PubMed Abstract | CrossRef Full Text | Google Scholar

Li, E., Wang, S., Li, C., Wang, X., Chen, K., and Chen, L. (2014). Transcriptome sequencing revealed the genes and pathways involved in salinity stress of Chinese mitten crab. Eriocheir Sinensis. Physiol. Genomics 46, 177–190. doi: 10.1152/physiolgenomics.00191.2013

PubMed Abstract | CrossRef Full Text | Google Scholar

Liu, Z., Wang, L., Zhou, Z., Liu, Y., Dong, M., Wang, W., et al. (2017). Transcriptomic analysis of oyster Crassostrea gigas larvae illustrates the response patterns regulated by catecholaminergic system upon acute heat and bacterial stress. Dev. Comp. Immunol. 73, 52–60. doi: 10.1016/j.dci.2017.03.005

PubMed Abstract | CrossRef Full Text | Google Scholar

Lushchak, V. I. (2011). Environmentally induced oxidative stress in aquatic animals. Aquat. Toxicol. 101, 13–30. doi: 10.1016/j.aquatox.2010.10.006

PubMed Abstract | CrossRef Full Text | Google Scholar

Matsushima, O., Katayama, H., Yamada, K., and Kado, Y. (1984). Occurrence of free D-alanine and alanine racemase activity in bivalve molluscs with special reference to intracellular osmoregulation. Mar. Biol. Lett. 5, 217–225.

Google Scholar

McCarty, N. A., and O’Neil, R. G. (1992). Calcium signaling in cell volume regulation. Physiol. Rev. 72, 1037–1061. doi: 10.1152/physrev.1992.72.4.1037

PubMed Abstract | CrossRef Full Text | Google Scholar

McNamara, J. C., Rosa, J. C., Greene, L. J., and Augusto, A. (2004). Free amino acid pools as effectors of osmostic adjustment in different tissues of the freshwater shrimpmacrobrachiumolfersii(crustacea, decapoda) during long-term salinity acclimation. Mar. Freshw. Behav. Physiol. 37, 193–208. doi: 10.1080/10236240400006208

CrossRef Full Text | Google Scholar

Meng, J., Zhu, Q., Zhang, L., Li, C., Li, L., She, Z., et al. (2013). Genome and transcriptome analyses provide insight into the euryhaline adaptation mechanism of Crassostrea gigas. PLoS One 8:e58563. doi: 10.1371/journal.pone.0058563

PubMed Abstract | CrossRef Full Text | Google Scholar

Morris, S. (2001). Neuroendocrine regulation of osmoregulation and the evolution of air-breathing in decapod crustaceans. J. Exp. Biol. 204(Pt 5), 979–989.

PubMed Abstract | Google Scholar

Neufeld, G. J., Holliday, C. W., and Pritchard, J. B. (1980). Salinity adaption of gill Na, K-ATPase in the blue crab, Callinectes sapidus. J. Exp. Zool. 211, 215–224. doi: 10.1002/jez.1402110210

CrossRef Full Text | Google Scholar

Okuma, E., and Abe, H. (1994). Total D-amino and other free amino acids increase in the muscle of crayfish during seawater acclimation. Comp. Biochem. Physiol. 109A, 191–197.

Google Scholar

Paital, B., and Chainy, G. B. (2010). Antioxidant defenses and oxidative stress parameters in tissues of mud crab (Scylla serrata) with reference to changing salinity. Comp. Biochem. Physiol. C Toxicol. Pharmacol. 151, 142–151. doi: 10.1016/j.cbpc.2009.09.007

PubMed Abstract | CrossRef Full Text | Google Scholar

Sato, K., Tsukamasa, Y., Imai, C., Ohtsuki, K., Shimizu, Y., Kawabata, M., et al. (1992). Improved method for identification and determination of epsilon-(gamma-glutamyl) lysine cross-link in protein using proteolytic digestion and derivatization with phenyl isothiocyanate followed by high-performance liquid-chromatography separation. J. Agr. Food Chem. 40, 806–810. doi: 10.1021/jf00017a019

CrossRef Full Text | Google Scholar

Silvestre, F., Trausch, G., and Devos, P. (2005). Hyper-osmoregulatory capacity of the Chinese mitten crab (Eriocheir sinensis) exposed to cadmium; acclimation during chronic exposure. Comp. Biochem. Physiol. C Toxicol. Pharmacol. 140, 29–37. doi: 10.1016/j.cca.2004.12.007

PubMed Abstract | CrossRef Full Text | Google Scholar

Silvia, G.-J., Abel Antonio, U.-R., Francisco, V.-O., and Georgina, H.-W. (2004). Ammonia efflux rates and free amino acid levels in Litopenaeus vannamei postlarvae during sudden salinity changes. Aquaculture 233, 573–581. doi: 10.1016/j.aquaculture.2003.09.050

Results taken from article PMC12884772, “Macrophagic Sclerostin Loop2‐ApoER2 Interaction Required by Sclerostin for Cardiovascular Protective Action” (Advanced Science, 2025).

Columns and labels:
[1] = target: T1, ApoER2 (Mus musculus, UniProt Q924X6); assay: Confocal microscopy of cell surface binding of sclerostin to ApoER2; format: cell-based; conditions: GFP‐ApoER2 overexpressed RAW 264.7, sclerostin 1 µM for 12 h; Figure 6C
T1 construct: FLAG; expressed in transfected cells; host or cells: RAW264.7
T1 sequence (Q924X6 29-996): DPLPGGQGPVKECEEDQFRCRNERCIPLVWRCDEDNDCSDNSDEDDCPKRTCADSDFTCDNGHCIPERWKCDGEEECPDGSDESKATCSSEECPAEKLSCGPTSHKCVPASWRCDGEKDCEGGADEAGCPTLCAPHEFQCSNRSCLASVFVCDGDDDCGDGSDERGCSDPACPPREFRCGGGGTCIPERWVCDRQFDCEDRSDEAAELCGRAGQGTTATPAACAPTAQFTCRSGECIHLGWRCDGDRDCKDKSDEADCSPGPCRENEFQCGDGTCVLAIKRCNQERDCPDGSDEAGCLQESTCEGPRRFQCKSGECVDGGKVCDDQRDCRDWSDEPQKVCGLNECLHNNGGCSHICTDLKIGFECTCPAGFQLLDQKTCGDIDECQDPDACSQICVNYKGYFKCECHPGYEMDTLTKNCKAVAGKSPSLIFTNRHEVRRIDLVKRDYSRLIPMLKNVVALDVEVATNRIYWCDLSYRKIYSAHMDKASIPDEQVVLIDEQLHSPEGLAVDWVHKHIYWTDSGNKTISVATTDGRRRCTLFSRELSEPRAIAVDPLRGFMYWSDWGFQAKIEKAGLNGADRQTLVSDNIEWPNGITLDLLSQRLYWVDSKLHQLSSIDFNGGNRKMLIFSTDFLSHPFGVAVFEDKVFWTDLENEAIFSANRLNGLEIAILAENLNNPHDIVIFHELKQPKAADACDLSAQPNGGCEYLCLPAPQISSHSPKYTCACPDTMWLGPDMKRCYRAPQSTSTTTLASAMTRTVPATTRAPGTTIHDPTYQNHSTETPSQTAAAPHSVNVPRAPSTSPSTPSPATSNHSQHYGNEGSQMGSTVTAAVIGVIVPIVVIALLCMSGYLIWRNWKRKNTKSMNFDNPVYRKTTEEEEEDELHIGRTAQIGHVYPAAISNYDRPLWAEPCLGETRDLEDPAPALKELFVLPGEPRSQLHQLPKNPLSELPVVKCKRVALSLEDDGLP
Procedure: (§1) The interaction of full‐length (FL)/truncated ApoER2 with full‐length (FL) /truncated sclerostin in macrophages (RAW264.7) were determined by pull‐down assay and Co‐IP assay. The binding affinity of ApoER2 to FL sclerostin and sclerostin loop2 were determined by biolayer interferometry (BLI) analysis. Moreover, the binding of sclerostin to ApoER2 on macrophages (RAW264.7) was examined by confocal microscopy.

CrossRef Full Text | Google Scholar

Skou, J. C., and Esmann, M. (1992). The Na,K-ATPase. J. Bioenerg. Biomembr. 24, 249–261.

Google Scholar

Sommer, M. J., and Mantel, L. H. (1991). Effects of dopamine and acclimation to reduced salinity on the concentration of cyclic AMP in the gills of the green crab, Carcinus maenas (L). Gen. Comp. Endocrinol. 82, 364–368. doi: 10.1016/0016-6480(91)90311-S

PubMed Abstract | CrossRef Full Text | Google Scholar

Sun, M., Jiang, K., Zhang, F., Zhang, D., Shen, A., Jiang, M., et al. (2012). Effects of various salinities on Na(+)-K(+)-ATPase, Hsp70 and Hsp90 expression profiles in juvenile mitten crabs, Eriocheir sinensis. Genet. Mol. Res. 11, 978–986. doi: 10.4238/2012.April.19.3

PubMed Abstract | CrossRef Full Text | Google Scholar

Trapnell, C., Roberts, A., Goff, L., Pertea, G., Kim, D., Kelley, D. R., et al. (2012). Differential gene and transcript expression analysis of RNA-seq experiments with TopHat and Cufflinks. Nat. Protoc. 7, 562–578. doi: 10.1038/nprot.2012.016

PubMed Abstract | CrossRef Full Text | Google Scholar

Trausch, G., Forget, M.-C., and Devos, P. (1989). Bioamines-stimulated phosphorylation and (Na+, K+)-ATPase in the gills of the Chinese crab, Eriocheir sinensis. Comp. Biochem. Physiol B 94, 487–492. doi: 10.1016/0305-0491(89)90186-7

CrossRef Full Text | Google Scholar

Wang, L., Pan, L., Ding, Y., and Ren, X. (2018). Effects of low salinity stress on immune response and evaluating indicators of the swimming crab Portunus trituberculatus. Aquac. Res. 49, 659–667. doi: 10.1111/are.13495

CrossRef Full Text | Google Scholar

Watanabe, T., Shibata, K., Kera, Y., Takahashi, S., and Yamada, R. (2005). Effects of hypoxic and osmotic stress on the free D-aspartate level in the muscle of blood shell Scapharca broughtonii. Amino Acids 28, 291–296. doi: 10.1007/s00726-005-0188-7

PubMed Abstract | CrossRef Full Text | Google Scholar

Willett, C. S., and Burton, R. S. (2002). Proline biosynthesis genes and their regulation under salinity stress in the euryhaline copepod Tigriopus californicus. Comp. Biochem. Physiol. B 132, 739–750. doi: 10.1016/S1096-4959(02)00091-X

PubMed Abstract | CrossRef Full Text | Google Scholar

Xie, Z., and Cai, T. (2003). Na+-K+–ATPase-mediated signal transduction: from protein interaction to cellular function. Mol. Interv. 3, 157–168. doi: 10.1124/mi.3.3.157

PubMed Abstract | CrossRef Full Text | Google Scholar

Yancey, P. H., Clark, M. E., Hand, S. C., Bowlus, R. D., and Somero, G. N. (1982). Living with water stress: evolution of osmolyte systems. Science 217, 1214–1222. doi: 10.1126/science.7112124

CrossRef Full Text | Google Scholar

Keywords: Eriocheir sinensis, transcriptomic analysis, acute salinity stress, free amino acid, Na+/K+ ATPase, monoamine neurotransmitters

Citation: Liu Z, Zhou Z, Wang L, Li M, Wang W, Yi Q, Huang S and Song L (2018) Dopamine and Serotonin Modulate Free Amino Acids Production and Na+/K+ Pump Activity in Chinese Mitten Crab Eriocheir sinensis Under Acute Salinity Stress. Front. Physiol. 9:1080. doi: 10.3389/fphys.2018.01080

Received: 15 April 2018; Accepted: 19 July 2018;
Published: 10 October 2018.

Edited by:

Youji Wang, Shanghai Ocean University, China

Reviewed by:

Chunlin Wang, Ningbo University, China
Biswaranjan Paital, Orissa University of Agriculture and Technology, India
Jinsheng Sun, College of Life Sciences, Tianjin Normal University, China

Copyright © 2018 Liu, Zhou, Wang, Li, Wang, Yi, Huang and Song. This is an open-access article distributed under the terms of the Creative Commons Attribution License (CC BY). The use, distribution or reproduction in other forums is permitted, provided the original author(s) and the copyright owner(s) are credited and that the original publication in this journal is cited, in accordance with accepted academic practice. No use, distribution or reproduction is permitted which does not comply with these terms.

*Correspondence: Lingling Wang, wanglingling@dlou.edu.cn Linsheng Song, lshsong@dlou.edu.cn